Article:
Timbuk2 Snoop Camera Insert Review

Added on by Nathan C. Ward.

I was faced with a problem many photographers have when trying to figure out what camera bag to use. This is the problem of owning a high quality bag not explicitly made for cameras. Suddenly this bag that you know every feature and detail of is not getting as much use because it does not accommodate or protect your camera assets. The bag in question for me was a Bailey Works messenger bag that my little brother gave to me as a gift 5 years ago (Thanks Kevin, I love this bag). I have taken the Bailey Works on trips to Italy and Morocco, multiple camping trips, and have used it to cart drum equipment around my hometown of Columbus. It's a lifetime bag that can accommodate almost anything, so why stop using such a high quality piece of gear? I discovered the Snoop Camera Insert from Timbuk2 which I believe to be a great solution for converting your "anything' bag into a camera bag. 

The Snoop comes in three sizes, XS, S, and M. I went with the small version, even though from pictures and looking at the dimensions on the Timbuk2 site, I still was not totally confident of its size (hopefully this review helps illustrate how large or small it is). The small has worked out great because it leaves ample room in the main pocket of my messenger bag for a laptop in a sleeve, a folded reflector, and small articles of clothing in addition to holding the Snoop (see photo below). 

The Snoop is made of a gunmetal colored nylon fabric with a rugged single zipper enclosure, and features a single handle for easy lifting.  The inside of the bag is lined with an anti-scratch tricot lining (meaning: SOFT) that has walls that velcro to the sides of the bag to configure a variety of shapes. I found the velcro very robust and hard to disattach from the lining, both good features of this insert and surprisingly something other bag makers pay little attention to. The Snoop seems durable enough from every angle to keep your gear protected inside of a larger bag. 

Here are photos depicting the interior of the bag. The top picture shows how I used the inserts to create extra padding for my gear. The bottom gives you a good idea of what the inserts look like partially removed. The Snoop is great for transporting a minimal array of gear. I fit my full frame DSLR with lens attached in the center compartment, my rangefinder film camera to the left, and an extra lens for my DSLR in the compartment to the right. It's possible to fit a tiny bit more gear in here, but it would have to sit on top of other gear which is not ideal. My messenger bag has ample pockets and stowaway spots for other photo accessories like batteries, memory cards, and rolls of film and because of the design, Timbuk2 assumes you will use your messenger bag in this way too.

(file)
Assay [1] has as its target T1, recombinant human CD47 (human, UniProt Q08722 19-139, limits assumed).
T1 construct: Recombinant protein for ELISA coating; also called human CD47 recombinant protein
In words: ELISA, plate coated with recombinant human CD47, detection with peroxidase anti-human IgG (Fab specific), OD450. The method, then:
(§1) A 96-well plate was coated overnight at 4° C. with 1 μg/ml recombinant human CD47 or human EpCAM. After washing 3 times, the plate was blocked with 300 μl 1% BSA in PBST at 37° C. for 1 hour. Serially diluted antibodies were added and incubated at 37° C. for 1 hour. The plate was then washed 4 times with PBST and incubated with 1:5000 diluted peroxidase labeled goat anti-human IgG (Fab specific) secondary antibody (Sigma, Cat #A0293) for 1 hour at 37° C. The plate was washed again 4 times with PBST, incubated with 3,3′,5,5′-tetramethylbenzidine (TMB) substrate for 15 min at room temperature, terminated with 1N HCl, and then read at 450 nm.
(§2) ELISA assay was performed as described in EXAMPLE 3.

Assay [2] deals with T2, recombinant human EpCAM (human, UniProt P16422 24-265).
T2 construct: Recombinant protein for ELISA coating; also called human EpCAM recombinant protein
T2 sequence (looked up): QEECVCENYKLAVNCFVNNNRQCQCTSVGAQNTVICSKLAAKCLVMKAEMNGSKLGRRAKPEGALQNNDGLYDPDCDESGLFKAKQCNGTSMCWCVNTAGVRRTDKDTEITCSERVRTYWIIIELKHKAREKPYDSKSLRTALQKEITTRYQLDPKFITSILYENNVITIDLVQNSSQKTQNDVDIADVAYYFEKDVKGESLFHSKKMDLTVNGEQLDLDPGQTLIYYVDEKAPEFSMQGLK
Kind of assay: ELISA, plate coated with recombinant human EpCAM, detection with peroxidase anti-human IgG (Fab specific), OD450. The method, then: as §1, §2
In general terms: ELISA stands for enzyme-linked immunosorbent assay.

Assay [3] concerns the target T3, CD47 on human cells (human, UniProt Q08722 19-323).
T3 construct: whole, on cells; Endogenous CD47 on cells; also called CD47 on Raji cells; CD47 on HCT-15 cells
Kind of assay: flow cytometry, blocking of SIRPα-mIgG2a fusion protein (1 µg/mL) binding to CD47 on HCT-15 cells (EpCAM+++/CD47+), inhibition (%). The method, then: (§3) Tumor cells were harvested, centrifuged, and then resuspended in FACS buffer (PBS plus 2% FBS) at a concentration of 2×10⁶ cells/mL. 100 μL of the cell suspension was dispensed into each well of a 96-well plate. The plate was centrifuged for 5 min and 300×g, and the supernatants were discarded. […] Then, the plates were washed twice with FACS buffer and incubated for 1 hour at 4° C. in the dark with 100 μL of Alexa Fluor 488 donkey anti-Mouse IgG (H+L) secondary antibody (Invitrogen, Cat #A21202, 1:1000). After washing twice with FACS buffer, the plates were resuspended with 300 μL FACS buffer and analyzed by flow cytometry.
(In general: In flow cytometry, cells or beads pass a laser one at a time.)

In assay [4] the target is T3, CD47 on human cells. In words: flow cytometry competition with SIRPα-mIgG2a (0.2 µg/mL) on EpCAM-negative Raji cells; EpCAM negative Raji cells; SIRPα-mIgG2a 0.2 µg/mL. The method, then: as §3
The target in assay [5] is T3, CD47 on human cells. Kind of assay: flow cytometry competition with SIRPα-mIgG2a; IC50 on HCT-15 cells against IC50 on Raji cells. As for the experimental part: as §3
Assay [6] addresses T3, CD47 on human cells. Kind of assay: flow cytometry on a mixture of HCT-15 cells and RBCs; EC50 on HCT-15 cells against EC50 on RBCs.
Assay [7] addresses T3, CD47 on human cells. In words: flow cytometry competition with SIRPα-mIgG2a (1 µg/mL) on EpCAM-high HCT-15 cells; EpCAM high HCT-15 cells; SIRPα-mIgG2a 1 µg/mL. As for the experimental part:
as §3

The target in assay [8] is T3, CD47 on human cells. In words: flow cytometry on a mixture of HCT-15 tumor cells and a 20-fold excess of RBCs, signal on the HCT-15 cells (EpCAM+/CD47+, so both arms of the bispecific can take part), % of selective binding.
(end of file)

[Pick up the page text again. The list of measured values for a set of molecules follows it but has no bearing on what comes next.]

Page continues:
So my feeling is that the Snoop is great for a lot of reasons. First off, it's affordability is unparalleled in the world of camera bags (the SM is 49.99 from Timbuk2's website.) The Snoop is ideal for those who simply cannot afford some next level bag, or otherwise do not need it. Secondly, it gets the job done in a compact and secure package. If the Snoop is zippered inside your messenger, someone sticking their hand in your bag would just find another bag that they could not secretly remove. The bag's padding and inserts will keep your camera safe in most situations, adding a necessary layer to your piece of mind. Thirdly, the Snoop could possibly be named after a rapper, which anyone listening to hip hop since the 90's will appreciate. The Snoop would NOT be good for: 1. Photographers with lots of gear. The Snoop just isn't made to be the end all design for that purpose. 2. Photographers with telephoto lenses. Again, this little guy is just not made for Terminator type glass. 3. Photographers who relish the ability to pull their camera out of their bag with lighting speed. Get a sling pack for that. All in all, I commend Timbuk2 on a very cool product that is well suited for it's intended design. Don't hesitate to snag a Snoop for transporting a minimal (but still important) amount of camera gear in a bag that you already know and love.